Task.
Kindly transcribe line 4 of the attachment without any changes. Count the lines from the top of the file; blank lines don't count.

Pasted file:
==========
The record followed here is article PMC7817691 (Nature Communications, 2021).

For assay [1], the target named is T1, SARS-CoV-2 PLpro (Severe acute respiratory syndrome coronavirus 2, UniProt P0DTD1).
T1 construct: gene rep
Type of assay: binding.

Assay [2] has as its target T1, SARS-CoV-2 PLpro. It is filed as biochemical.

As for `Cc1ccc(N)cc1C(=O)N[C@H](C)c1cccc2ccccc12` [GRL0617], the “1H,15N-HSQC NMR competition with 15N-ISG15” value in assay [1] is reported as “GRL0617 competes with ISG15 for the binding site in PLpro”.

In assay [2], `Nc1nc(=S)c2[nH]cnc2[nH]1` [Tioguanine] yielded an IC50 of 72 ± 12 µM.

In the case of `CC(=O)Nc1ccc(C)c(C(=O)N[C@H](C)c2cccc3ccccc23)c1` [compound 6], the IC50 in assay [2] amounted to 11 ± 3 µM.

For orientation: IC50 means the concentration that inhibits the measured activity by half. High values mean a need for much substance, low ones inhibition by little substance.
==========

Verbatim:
Type of assay: binding.